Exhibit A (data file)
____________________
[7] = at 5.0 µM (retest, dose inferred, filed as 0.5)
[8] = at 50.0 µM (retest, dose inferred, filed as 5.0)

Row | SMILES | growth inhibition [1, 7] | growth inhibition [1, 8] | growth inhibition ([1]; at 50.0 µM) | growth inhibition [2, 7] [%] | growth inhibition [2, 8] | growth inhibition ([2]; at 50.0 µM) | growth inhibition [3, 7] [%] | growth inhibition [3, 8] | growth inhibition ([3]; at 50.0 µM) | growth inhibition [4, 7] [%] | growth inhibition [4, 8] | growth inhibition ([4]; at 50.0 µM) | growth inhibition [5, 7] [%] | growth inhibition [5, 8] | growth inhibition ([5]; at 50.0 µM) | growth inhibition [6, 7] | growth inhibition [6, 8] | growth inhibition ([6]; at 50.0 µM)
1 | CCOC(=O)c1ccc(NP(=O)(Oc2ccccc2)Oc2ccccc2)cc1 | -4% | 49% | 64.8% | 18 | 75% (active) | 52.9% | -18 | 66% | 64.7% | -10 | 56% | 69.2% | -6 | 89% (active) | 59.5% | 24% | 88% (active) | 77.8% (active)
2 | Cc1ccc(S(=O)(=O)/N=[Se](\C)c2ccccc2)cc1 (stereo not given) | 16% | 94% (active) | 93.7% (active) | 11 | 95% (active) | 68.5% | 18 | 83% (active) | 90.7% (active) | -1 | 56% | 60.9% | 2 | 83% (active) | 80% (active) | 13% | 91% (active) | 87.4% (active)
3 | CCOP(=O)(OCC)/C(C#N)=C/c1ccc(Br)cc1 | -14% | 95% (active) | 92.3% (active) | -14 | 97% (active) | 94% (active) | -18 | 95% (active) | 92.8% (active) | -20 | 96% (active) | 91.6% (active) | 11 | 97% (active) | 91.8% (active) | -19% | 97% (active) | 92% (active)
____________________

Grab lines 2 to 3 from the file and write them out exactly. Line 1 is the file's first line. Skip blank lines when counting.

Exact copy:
[8] = at 50.0 µM (retest, dose inferred, filed as 5.0)

Row | SMILES | growth inhibition [1, 7] | growth inhibition [1, 8] | growth inhibition ([1]; at 50.0 µM) | growth inhibition [2, 7] [%] | growth inhibition [2, 8] | growth inhibition ([2]; at 50.0 µM) | growth inhibition [3, 7] [%] | growth inhibition [3, 8] | growth inhibition ([3]; at 50.0 µM) | growth inhibition [4, 7] [%] | growth inhibition [4, 8] | growth inhibition ([4]; at 50.0 µM) | growth inhibition [5, 7] [%] | growth inhibition [5, 8] | growth inhibition ([5]; at 50.0 µM) | growth inhibition [6, 7] | growth inhibition [6, 8] | growth inhibition ([6]; at 50.0 µM)